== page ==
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Community Specific Nutrition Programs Best for Diabetes Prevention

By Daniel H. Rasolt

Posted: Thursday, July 17, 2008

(Defeat Diabetes® News) -- Different cultures, genders, minority groups, and social classes, naturally have different diets. Most nutritional education is based on general ideas believed to apply to all diets though, which might limit the effectiveness of the education for certain groups. A recent study has shown that diet-education tailored to a certain group or communities likely diet is most effective in preventing and controlling type 2 diabetes, a condition closely linked to diet.
The highest incidence of diagnosed diabetes tends to occur in minority groups from developing countries who are living in developed countries. Two examples are African-Americans and Latinos living in the United States. Most likely because of their generally lower socio-economic status, these two groups have a significantly higher diabetes rate than Caucasian Americans. Unhealthy diets for these minority groups are thought to be the primary cause of the higher diabetes rates.
Researchers analyzed the effectiveness of 11 past studies that aimed to educate minority groups about nutrition in a practical manner. In other words, these past studies addressed issues dealing with each groups typical diets, and the risks that those diets pose on their health.
Improved blood sugar control was observed in each studies subjects within three months, and was sustained for six months (the length of the studies). "These are important and encouraging results. They show that providing culturally tailored information can help people control their diabetes," says study author Dr. Kamila Hawthorne.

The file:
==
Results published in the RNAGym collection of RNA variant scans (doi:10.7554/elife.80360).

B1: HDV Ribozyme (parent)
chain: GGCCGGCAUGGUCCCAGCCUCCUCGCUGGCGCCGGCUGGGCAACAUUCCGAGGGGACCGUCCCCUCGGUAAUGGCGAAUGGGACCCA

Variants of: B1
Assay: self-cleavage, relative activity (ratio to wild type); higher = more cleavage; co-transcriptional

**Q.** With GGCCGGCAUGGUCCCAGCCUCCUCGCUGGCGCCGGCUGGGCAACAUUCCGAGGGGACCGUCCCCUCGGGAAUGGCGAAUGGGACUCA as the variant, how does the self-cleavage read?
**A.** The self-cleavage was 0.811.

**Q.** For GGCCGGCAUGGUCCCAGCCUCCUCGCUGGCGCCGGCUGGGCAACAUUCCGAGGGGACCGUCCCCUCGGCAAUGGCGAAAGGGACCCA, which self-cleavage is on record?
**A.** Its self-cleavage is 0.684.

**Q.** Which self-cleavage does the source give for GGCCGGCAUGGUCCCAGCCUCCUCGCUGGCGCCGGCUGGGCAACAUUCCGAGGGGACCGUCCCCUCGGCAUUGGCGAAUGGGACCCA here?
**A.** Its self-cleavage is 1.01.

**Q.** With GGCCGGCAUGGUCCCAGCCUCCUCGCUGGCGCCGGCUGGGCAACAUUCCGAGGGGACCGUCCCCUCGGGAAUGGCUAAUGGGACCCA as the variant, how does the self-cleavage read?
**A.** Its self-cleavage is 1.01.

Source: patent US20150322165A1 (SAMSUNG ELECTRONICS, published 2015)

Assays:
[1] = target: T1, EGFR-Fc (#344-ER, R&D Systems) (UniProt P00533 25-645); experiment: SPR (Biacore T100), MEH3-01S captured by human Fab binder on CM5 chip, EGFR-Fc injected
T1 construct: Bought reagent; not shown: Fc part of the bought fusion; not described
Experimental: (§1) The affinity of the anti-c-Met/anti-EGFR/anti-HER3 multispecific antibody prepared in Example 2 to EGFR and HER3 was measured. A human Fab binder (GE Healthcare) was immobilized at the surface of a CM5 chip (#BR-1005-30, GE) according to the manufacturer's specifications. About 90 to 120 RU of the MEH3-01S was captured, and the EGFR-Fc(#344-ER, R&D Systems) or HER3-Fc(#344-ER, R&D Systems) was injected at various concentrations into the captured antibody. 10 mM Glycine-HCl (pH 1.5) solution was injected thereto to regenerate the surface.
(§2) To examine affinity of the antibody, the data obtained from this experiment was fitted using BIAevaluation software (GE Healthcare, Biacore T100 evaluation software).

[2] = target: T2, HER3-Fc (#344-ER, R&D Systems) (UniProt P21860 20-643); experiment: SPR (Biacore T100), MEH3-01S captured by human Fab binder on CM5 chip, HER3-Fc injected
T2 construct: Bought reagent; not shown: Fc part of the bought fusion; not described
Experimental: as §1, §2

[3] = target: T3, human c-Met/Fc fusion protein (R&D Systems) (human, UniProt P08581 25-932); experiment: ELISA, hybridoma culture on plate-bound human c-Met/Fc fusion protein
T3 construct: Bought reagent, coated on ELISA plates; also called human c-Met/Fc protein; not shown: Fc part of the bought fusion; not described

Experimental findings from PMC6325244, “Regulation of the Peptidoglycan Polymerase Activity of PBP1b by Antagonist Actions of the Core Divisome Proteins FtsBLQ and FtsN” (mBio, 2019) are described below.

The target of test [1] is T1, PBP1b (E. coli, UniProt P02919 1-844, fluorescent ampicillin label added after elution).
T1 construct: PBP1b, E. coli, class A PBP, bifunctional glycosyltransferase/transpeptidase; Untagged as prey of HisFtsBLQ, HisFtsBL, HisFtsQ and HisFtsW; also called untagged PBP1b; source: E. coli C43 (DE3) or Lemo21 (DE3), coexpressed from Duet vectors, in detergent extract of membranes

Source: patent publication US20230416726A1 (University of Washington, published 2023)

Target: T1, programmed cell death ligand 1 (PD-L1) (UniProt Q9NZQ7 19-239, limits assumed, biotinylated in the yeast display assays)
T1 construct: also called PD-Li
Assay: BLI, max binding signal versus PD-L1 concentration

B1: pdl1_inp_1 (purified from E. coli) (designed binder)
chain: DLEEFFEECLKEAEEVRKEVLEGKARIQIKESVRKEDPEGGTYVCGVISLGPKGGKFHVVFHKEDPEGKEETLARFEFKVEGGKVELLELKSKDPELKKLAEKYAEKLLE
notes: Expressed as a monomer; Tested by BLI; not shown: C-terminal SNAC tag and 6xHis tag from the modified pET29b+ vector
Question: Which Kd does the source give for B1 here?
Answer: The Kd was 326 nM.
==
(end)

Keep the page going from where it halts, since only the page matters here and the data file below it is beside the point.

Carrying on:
Unfortunately, after the education programs were finished, follow-ups done a year later showed that the previous blood sugar control improvements were no longer present. This suggests a need for more extensive and longer termed community specific education programs. "We now need to carry out longer term studies with larger groups, all measuring the same results, to discover which type of assistance is most useful and see how to keep the benefits running for longer," says Dr. Hawthorne.

Source: Defeat Diabetes Foundation: Hawthorne, Kamila. Beal, Jennifer. Cochrane Library news release. July 2008.

Daniel H. Rasolt writes for Defeat Diabetes® News. Read more of his original content articles.

Copyright © 2008 Defeat Diabetes Foundation, Inc. All rights reserved.

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